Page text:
EU announces €55 million for climate change monitoring

climate change monitoring, IPCC report
© Aleksandr Koltyrin

As part of an ocean funding package of nearly €1 billion, the European Commission will fund €55 million into climate change monitoring over two years

At the Our Ocean Conference (OOC) in Palau, the EU pledged a list of 44 commitments for the 2020-2022 period. Over a period of two years, the Commission will finance more marine environmental monitoring via Copernicus.

Copernicus looks for global and regional scale of marine environment

Copernicus, the satellite programme, provides information for the EU in terms of climate change monitoring and also purposes of security.

When it comes to marine monitoring, the data looks at the state of things like sea ice, and biogeochemical ocean, on a global and regional scale. Data on currents, winds and sea ice help to improve ship routing services, securing supply chains and decreasing carbon emissions.

The programme theoretically boosts the Blue Economy across all maritime sectors, by allowing free access to the ocean data.

Studies on marine systems estimate that every euro invested in marine protected areas generates a return of €3, supporting the economic onus for investment in the oceans and marine environment.

IPCC Report highlights importance of mitigation for ocean biodiversity

The IPCC Report, published in 2021, found that global warming will decrease suitable habitat space for current terrestrial and marine ecosystems and irreversibly change their composition, increasing in severity above 2°C.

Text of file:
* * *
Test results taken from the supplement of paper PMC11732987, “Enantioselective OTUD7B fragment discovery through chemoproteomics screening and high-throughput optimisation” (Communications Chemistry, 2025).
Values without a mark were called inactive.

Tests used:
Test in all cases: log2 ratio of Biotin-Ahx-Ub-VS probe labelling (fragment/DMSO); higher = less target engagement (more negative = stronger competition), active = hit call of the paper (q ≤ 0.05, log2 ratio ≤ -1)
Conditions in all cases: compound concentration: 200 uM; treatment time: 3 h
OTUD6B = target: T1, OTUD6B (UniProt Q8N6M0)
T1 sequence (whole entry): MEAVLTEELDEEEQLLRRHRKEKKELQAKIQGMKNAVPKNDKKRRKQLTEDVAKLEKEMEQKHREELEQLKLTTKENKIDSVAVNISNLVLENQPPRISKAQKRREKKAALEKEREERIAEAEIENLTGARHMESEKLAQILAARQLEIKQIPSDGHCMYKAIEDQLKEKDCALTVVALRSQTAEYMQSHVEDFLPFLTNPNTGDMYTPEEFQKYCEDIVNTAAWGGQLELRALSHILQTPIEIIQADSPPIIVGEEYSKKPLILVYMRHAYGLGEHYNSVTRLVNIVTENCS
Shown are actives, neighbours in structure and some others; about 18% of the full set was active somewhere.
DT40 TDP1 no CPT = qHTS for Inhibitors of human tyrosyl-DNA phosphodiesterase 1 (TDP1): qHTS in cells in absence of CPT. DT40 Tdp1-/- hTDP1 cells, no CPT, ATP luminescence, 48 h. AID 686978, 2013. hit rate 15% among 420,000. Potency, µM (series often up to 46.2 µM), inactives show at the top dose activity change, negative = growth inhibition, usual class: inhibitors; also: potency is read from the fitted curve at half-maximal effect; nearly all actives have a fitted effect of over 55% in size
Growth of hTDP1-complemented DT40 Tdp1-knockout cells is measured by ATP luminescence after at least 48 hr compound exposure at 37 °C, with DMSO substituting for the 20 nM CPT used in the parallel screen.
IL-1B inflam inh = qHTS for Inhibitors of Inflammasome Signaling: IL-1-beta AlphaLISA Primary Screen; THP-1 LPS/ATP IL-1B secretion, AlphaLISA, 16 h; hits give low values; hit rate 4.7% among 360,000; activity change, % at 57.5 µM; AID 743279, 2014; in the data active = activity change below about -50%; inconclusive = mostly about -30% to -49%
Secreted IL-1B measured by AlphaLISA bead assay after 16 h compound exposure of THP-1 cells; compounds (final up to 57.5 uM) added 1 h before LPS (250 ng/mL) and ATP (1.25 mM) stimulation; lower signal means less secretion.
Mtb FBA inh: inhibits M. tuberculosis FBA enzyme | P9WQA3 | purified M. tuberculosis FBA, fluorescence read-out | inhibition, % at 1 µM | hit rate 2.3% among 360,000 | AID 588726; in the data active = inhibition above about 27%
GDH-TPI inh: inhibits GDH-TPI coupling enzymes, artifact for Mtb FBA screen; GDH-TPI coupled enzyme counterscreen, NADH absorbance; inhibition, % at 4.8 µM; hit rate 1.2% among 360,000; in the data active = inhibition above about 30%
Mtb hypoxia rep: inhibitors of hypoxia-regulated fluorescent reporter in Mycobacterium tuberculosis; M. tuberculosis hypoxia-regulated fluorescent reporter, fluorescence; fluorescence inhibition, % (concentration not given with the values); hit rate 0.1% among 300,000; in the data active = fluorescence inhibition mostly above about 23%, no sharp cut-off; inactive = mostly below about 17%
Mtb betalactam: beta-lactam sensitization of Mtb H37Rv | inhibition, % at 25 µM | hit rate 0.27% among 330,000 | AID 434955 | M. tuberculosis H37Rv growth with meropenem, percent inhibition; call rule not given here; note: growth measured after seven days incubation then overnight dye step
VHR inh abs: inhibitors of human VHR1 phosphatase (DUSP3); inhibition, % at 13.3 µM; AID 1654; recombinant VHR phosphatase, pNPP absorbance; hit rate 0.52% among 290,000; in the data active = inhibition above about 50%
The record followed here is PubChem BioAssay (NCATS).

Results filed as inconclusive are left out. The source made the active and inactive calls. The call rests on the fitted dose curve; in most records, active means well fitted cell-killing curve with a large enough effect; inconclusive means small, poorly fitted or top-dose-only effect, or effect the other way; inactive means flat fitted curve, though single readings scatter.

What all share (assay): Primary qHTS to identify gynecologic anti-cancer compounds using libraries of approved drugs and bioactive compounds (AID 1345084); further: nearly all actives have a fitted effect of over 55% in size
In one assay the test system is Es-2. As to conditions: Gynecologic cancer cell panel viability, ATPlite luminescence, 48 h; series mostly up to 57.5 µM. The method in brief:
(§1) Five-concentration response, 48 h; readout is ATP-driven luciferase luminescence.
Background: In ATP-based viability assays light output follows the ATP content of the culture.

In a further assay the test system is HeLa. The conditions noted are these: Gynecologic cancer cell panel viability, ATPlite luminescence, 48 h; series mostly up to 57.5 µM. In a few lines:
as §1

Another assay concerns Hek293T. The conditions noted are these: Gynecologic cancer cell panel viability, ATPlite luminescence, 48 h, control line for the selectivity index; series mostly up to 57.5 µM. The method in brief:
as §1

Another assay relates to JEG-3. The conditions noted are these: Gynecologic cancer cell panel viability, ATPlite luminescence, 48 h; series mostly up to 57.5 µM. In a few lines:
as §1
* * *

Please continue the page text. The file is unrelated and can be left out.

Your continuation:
The scientists behind the landmark climate report also highlight the impact that climate change has on food security and diet, as marine biodiversity is directly linked to these things.

The authors write that: “Increasing weather and climate extreme events have exposed millions of people to acute food insecurity and reduced water security, with the largest impacts observed in many locations and/or communities in Africa, Asia, Central and South America, Small Islands and the Arctic.”

The report also reveals the full extent to which humanity is to blame for the “unprecedented” climate emergency. The answer is definitive – “human influence has warmed the atmosphere, ocean and land.”

EU aims to protect 30% of Member States’ sea area

Another key marine commitment will be €500 million over the period 2021-2023 for research, development and innovation in seed funding for the Horizon Mission: Restore our Ocean and Waters by 2030.

Mission Ocean will look at how the ocean and waters play a key role in climate neutrality, especially around the goal of protecting 30% of the Member States’ sea area. In addition, the EU wants to restore marine eco-systems, reduce plastic pollution, the use of chemical pesticides and further the development of a circular blue economy.

The ocean is bringing all these benefits to us and we need to protect it.

Commissioner for Environment, Oceans and Fisheries, Virginijus Sinkevičius, said: “The sum the EU is committing today is significant, but not as significant as the role that the ocean plays for our very existence. It provides us clean air, regulates the climate, hosts a large part of biodiversity on Earth and is key for our economy. The ocean is bringing all these benefits to us and we need to protect it.

“Our future depends upon it.”


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